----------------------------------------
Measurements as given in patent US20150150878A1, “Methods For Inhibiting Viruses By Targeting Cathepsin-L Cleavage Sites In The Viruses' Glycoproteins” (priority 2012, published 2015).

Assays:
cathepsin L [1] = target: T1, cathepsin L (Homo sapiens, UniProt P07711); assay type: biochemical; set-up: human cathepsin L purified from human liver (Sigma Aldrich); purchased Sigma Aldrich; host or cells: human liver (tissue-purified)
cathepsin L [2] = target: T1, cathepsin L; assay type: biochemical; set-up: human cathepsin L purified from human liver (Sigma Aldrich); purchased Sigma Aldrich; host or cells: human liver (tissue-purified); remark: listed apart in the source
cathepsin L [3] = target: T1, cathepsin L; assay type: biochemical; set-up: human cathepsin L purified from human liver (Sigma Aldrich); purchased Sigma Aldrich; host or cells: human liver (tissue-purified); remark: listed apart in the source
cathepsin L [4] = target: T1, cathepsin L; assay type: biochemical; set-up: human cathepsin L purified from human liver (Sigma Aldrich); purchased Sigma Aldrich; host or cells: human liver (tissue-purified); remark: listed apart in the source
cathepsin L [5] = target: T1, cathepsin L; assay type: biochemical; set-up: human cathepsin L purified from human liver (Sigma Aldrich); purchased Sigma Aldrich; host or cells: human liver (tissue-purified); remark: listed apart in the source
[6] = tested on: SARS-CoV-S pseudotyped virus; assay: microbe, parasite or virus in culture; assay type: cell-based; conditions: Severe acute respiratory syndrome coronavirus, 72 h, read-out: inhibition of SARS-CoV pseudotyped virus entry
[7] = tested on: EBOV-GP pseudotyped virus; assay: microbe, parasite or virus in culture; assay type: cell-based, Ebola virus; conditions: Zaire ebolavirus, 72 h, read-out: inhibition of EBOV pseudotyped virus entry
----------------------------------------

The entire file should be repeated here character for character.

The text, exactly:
Measurements as given in patent US20150150878A1, “Methods For Inhibiting Viruses By Targeting Cathepsin-L Cleavage Sites In The Viruses' Glycoproteins” (priority 2012, published 2015).

Assays:
cathepsin L [1] = target: T1, cathepsin L (Homo sapiens, UniProt P07711); assay type: biochemical; set-up: human cathepsin L purified from human liver (Sigma Aldrich); purchased Sigma Aldrich; host or cells: human liver (tissue-purified)
cathepsin L [2] = target: T1, cathepsin L; assay type: biochemical; set-up: human cathepsin L purified from human liver (Sigma Aldrich); purchased Sigma Aldrich; host or cells: human liver (tissue-purified); remark: listed apart in the source
cathepsin L [3] = target: T1, cathepsin L; assay type: biochemical; set-up: human cathepsin L purified from human liver (Sigma Aldrich); purchased Sigma Aldrich; host or cells: human liver (tissue-purified); remark: listed apart in the source
cathepsin L [4] = target: T1, cathepsin L; assay type: biochemical; set-up: human cathepsin L purified from human liver (Sigma Aldrich); purchased Sigma Aldrich; host or cells: human liver (tissue-purified); remark: listed apart in the source
cathepsin L [5] = target: T1, cathepsin L; assay type: biochemical; set-up: human cathepsin L purified from human liver (Sigma Aldrich); purchased Sigma Aldrich; host or cells: human liver (tissue-purified); remark: listed apart in the source
[6] = tested on: SARS-CoV-S pseudotyped virus; assay: microbe, parasite or virus in culture; assay type: cell-based; conditions: Severe acute respiratory syndrome coronavirus, 72 h, read-out: inhibition of SARS-CoV pseudotyped virus entry
[7] = tested on: EBOV-GP pseudotyped virus; assay: microbe, parasite or virus in culture; assay type: cell-based, Ebola virus; conditions: Zaire ebolavirus, 72 h, read-out: inhibition of EBOV pseudotyped virus entry